Kenny Shiels claimed he and his Kilmarnock players got a monkey off their back with their historic win over Celtic at Parkhead - and not just because it was their first victory in the east end of Glasgow for 57 years.
Cillian Sheridan scored two minutes before the break and midfielder Liam Kelly slammed in the second goal in a 2-0 win from the spot. Shiels reflected back to March when Kilmarnock's Scottish Communities League Cup final celebrations following their win over Celtic at Hampden were cut short following the sudden death of midfielder Kelly's father, Jack.
Shiels said: "I am happy for the supporters. The boys created history today. Two generations of supporters haven't experienced a victory here for Kilmarnock and it makes me so proud to hopefully give them some satisfaction and help them to enjoy their weekend. But the person I am happy most for is Liam Kelly."
The Killie boss added: "He didn't get a chance to truly celebrate beating the best team in Scotland in the cup final in March. It was silent in our dressing room in March but today there was a freedom of celebration, we have beaten the best team in Scotland and there is no better feeling.
"We have the chance to celebrate now without feeling guilty about it. That is a monkey off my back and I am sure it is for the players. I said that to them in the dressing room - 'Please enjoy yourselves tonight'. For Liam and his family, we are very happy."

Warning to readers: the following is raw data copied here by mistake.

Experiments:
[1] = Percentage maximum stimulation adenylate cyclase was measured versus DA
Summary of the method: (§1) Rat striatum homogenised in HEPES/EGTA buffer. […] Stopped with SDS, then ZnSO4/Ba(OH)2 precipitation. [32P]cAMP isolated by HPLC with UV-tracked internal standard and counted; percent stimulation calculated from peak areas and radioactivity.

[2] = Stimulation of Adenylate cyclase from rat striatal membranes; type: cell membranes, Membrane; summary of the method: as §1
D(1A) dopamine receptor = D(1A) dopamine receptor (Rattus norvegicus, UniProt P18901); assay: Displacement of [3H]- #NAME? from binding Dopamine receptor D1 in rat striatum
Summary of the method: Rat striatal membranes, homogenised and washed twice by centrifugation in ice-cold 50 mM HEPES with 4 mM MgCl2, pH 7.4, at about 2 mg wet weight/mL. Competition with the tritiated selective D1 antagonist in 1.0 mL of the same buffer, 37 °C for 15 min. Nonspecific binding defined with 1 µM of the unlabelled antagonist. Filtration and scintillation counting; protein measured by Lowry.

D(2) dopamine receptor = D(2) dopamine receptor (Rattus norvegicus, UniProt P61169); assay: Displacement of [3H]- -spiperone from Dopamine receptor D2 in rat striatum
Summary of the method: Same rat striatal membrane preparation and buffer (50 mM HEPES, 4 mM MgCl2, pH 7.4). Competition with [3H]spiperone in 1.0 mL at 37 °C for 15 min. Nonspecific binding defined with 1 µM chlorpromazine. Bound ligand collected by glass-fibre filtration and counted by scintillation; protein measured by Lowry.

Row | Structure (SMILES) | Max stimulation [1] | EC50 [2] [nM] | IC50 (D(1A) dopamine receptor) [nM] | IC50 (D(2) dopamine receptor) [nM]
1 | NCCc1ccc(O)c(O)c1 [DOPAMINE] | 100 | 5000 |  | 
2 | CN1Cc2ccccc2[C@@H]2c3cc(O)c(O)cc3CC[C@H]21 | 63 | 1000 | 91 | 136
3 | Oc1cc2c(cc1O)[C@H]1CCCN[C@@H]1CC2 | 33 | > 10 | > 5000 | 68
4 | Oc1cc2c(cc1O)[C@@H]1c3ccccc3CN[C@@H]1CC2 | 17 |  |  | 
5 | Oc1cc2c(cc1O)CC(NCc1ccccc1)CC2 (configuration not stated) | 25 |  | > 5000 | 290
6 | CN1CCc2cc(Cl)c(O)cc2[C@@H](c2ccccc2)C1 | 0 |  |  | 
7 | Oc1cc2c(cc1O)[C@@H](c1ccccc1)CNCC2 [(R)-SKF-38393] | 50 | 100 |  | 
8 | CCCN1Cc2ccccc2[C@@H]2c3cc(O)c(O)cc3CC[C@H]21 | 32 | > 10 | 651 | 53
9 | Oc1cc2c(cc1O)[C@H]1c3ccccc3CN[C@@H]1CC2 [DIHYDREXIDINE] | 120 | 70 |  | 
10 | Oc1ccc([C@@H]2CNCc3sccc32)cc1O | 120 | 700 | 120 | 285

Neil Lennon's Celtic had put in a disciplined, battling performance against Barcelona in the Nou Camp in midweek, only to lose the Champions League clash 2-1 to a goal in the final seconds of injury-time.
However, against Killie, from a starting XI which showed five changes from Tuesday night, the performance was at the other end of the scale and a "confused" Lennon blamed himself.
Lennon said: "I didn't envisage a performance as flat as that, particularly with freshening the team up. But it was my fault, I picked the team. I am not blaming the players for that. I thought we had a strong team, it looked good on paper but there was no fluidity. There was a malaise about the team that I did not like at all.
"It was too passive, there was no intensity to our play and we got what we deserved without Kilmarnock having to do that much. The first goal was a shambles and the second goal was just poor defending.
"It is a dose of reality, we came down to earth with a bump."
- Sports & Recreation
- Kenny Shiels